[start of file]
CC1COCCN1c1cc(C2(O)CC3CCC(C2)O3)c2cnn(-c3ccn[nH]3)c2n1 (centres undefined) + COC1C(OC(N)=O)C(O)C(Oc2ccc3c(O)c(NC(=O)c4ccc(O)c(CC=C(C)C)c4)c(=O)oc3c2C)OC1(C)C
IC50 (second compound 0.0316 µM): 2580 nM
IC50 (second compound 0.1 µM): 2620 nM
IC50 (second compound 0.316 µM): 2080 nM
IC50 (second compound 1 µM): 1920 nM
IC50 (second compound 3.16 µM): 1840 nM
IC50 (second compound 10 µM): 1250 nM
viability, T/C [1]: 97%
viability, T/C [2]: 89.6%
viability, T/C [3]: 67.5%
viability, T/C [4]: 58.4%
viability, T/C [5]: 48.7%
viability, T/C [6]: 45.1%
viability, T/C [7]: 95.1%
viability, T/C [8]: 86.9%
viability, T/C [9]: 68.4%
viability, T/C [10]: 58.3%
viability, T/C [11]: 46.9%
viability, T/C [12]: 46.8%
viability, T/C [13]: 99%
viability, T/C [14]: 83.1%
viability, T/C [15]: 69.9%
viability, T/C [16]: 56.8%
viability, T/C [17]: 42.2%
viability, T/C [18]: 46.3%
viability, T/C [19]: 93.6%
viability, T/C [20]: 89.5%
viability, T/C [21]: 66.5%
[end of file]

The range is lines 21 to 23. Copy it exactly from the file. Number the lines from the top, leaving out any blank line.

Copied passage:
viability, T/C [14]: 83.1%
viability, T/C [15]: 69.9%
viability, T/C [16]: 56.8%